Las Vegas has the Strip and the lights and the sizzling scene making, from writhing pool parties to bank-breaking boxing matches. But when it comes to “local color,” the city has several choice spots and happenings worth the exploration, whether visitor or Las Vegas local. Beyond the neon is a big backyard full of mountain and desert beauty. And the city, itself, has plenty of secret spots you won't find in guidebooks.
If you get close enough to hug one of the great ponderosa pines at the top of Mt. Charleston you’ll discover the bark gives off the tantalizing odor of vanilla. Take the trail to Cathedral Rock (trailhead just across from the Mt. Charleston Lodge – a moderate 3-mile roundtrip hike with a 1,200-foot ascent) and find yourself in what could substitute for heaven. The tall pines, mixed with high desert aspens, shade a trail that is kept clean and clear to the Cathedral Rock summit and its eagle eye pan of the valley from 8,000 feet. Find Mt. Charleston about 35 miles northwest of Las Vegas.
Where do the locals go to getaway from the crowds in this great desert resort? Lake Las Vegas; This 300-acre lake some 20 miles from Las Vegas toward the city of Henderson features three top-shelf hotels, a casino and a quaint Italian fishing village-themed outdoor promenade that rings with activity on weekends. The dining and entertainment esplanade called Montelago Village often hosts arts and crafts markets, dine-arounds and wine-arounds, as well as movies under the moon and concerts on the lake and under the stars. Undulating foothills, golf greens, pockets of millionaire homes and plenty of peace and quiet surround the hamlet. Recommended: picnic dinner purchased at Coffee Cantata, a gourmet café in the village, enjoyed on softy grassy green by the lake during an evening jazz concert. Also wine tasting over the water at Sunset & Vines.
Believe it or not Las Vegas has a thriving arts community beyond the commercial mall art galleries featuring dolphin fantasies and European village life. First Friday takes it Downtown to the Las Vegas Arts District found amid a 10-block sprawl running along Main Street just south of Fremont Street. On the first Friday of each month the art galleries, lofts and studios there open their doors and local artists and community supporters bring on the music, the food, the dance – a rolling block party of arts in celebration running from 6 pm to midnight with hip cafes and bistros, prop studios and second-hand artifacts stores stoking the action. Some neighborhood faves: the Boa Shop (handmade feather accessories) and Main Street Antiques and Art for great Vegas memorabilia. The party is the perfect way to discover a hidden part of Las Vegas exploding with a very different creative energy than what is found on the Strip.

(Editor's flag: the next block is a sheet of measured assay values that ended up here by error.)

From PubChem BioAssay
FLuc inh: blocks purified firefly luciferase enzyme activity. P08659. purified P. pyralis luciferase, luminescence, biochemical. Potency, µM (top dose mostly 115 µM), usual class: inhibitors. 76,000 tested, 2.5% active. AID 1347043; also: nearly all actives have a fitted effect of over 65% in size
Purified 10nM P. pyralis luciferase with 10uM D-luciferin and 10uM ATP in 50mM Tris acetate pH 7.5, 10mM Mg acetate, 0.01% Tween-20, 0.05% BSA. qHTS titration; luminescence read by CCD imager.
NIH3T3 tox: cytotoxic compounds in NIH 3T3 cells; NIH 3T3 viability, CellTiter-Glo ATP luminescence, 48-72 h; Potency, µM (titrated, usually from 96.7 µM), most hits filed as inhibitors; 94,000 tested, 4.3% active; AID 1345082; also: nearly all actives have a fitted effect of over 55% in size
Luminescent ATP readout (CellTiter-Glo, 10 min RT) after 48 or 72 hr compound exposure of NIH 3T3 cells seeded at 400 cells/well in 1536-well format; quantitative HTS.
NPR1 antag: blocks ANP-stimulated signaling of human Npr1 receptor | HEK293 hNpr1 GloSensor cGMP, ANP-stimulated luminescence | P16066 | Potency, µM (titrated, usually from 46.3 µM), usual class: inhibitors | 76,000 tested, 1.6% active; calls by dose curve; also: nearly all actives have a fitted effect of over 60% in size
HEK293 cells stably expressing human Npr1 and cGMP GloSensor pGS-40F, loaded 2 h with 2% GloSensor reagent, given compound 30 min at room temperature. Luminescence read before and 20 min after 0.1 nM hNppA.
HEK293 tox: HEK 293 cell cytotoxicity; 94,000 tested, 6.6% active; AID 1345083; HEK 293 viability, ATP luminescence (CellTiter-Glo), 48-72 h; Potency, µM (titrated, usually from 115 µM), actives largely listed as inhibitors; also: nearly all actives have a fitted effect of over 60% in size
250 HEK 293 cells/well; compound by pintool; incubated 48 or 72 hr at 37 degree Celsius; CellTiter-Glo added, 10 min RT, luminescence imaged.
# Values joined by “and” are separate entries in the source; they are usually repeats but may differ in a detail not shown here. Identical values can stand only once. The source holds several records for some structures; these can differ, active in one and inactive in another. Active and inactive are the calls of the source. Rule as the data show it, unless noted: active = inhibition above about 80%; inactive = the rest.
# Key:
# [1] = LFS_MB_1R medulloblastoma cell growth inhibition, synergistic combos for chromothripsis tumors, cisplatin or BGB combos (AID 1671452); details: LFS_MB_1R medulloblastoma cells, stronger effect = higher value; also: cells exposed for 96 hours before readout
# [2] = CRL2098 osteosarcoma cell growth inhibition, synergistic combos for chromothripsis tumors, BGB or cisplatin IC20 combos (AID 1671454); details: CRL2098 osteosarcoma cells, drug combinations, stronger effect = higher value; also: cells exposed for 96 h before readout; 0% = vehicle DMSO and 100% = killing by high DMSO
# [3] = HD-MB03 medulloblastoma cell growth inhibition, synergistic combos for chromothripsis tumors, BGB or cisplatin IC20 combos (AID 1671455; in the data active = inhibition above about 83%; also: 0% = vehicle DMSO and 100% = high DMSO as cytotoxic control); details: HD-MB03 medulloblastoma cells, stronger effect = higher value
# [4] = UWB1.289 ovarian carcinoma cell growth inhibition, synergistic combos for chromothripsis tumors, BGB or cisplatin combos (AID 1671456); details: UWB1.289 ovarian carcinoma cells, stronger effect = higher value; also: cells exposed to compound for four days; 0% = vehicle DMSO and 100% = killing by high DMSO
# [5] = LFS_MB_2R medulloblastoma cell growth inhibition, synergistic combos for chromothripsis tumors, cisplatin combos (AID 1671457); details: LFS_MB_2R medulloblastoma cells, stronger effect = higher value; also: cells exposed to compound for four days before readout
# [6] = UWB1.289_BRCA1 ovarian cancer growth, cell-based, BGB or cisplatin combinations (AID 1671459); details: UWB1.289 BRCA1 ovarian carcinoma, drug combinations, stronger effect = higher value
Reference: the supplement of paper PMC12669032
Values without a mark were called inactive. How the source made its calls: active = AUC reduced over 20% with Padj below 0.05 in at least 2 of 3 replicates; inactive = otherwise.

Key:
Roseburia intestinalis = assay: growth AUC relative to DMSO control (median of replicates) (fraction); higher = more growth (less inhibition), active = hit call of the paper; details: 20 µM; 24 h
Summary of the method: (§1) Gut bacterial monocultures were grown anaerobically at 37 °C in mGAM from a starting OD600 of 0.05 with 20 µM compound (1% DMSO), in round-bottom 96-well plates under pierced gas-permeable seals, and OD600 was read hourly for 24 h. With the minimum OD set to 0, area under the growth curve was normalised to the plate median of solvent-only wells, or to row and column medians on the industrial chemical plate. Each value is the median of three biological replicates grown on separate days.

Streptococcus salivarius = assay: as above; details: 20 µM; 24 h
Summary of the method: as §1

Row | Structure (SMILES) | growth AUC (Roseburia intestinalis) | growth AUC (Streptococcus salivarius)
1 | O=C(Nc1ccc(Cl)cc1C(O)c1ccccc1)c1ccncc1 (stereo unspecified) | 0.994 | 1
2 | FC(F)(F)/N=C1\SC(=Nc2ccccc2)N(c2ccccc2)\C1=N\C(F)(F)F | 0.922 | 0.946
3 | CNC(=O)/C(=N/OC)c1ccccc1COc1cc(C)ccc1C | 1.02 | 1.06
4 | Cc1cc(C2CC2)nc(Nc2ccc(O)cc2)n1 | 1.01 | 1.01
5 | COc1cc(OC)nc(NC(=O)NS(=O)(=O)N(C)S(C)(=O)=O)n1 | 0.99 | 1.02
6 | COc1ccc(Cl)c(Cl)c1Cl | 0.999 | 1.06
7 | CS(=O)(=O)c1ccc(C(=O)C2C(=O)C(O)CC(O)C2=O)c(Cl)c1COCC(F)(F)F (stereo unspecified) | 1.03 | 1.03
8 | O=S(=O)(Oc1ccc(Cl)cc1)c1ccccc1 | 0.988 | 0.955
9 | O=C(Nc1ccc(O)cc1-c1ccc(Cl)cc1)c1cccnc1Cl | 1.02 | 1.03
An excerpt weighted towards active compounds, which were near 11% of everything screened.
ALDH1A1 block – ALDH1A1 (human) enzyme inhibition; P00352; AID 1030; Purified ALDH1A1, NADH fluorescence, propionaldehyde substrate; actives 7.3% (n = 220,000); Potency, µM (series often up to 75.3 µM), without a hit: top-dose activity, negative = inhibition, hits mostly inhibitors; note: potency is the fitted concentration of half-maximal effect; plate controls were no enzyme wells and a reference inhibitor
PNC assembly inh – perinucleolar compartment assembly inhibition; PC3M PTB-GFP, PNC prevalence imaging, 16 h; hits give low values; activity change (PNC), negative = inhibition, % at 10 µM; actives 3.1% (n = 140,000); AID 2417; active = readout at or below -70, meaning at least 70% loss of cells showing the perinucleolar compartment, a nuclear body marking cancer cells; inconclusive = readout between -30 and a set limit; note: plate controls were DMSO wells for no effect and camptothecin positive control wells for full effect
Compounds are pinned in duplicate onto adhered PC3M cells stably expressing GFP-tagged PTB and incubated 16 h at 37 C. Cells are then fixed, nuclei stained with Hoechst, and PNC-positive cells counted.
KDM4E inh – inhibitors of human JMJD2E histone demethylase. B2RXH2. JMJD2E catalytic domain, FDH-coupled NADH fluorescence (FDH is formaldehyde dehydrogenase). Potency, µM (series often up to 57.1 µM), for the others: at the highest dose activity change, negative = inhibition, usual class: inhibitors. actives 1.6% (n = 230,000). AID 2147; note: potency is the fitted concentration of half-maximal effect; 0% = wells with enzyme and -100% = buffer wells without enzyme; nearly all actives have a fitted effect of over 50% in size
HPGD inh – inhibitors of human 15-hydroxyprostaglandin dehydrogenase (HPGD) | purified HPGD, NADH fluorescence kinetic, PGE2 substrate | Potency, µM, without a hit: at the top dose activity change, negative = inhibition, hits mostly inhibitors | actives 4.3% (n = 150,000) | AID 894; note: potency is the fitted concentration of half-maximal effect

It’s not all gourmet burgers and vodka martinis in Las Vegas. You can also find fab pho, Asian brews, and serious pork buns along Spring Mountain Road in a Chinatown setting that goes on for miles heading west from the Strip. Unlike older cities, however, Chinatown here is more of a China Boulevard. The restaurants, stores and services run strip mall to strip mall for five miles or more, although The Centre at Spring Mountain and the adjacent Chinatown Mall that provide a cluster of at least a hundred Asian-inspired businesses, can be considered the gateway. Top choices: Sam Woo Barbeque, Little Saigon for pho and YY Foot Spa for pedi-accupressure massages that cost $19 for 30 minutes.
Whether you need a hundred bucks in a hurry and want to sell that football hero ring or just want to see what that bauble is actually worth, Las Vegas is the epicenter for 24-hour pawn shops. What began as the perfect place to pick up gambling cash, or dump a spouse’s possessions in the heat of a divorce, pawnshops in Las Vegas have drawn a following of late from engaging reality TV shows exposing just what happens behind the counter in these nefarious places. The shops line up in a phalanx of pawnography and possibility along Las Vegas Blvd. north between Charleston Blvd. and Bonneville Ave. And the people line up to get in them -- especially at the Gold & Silver Pawn Shop of “Pawn Star” fame -- to test their luck in treasure trading and chance to be a featured segment on reality TV.
Lark Ellen Gould is an award-winning journalist focusing on culture trends and curiosities in Las Vegas. She has written more than five books about the city.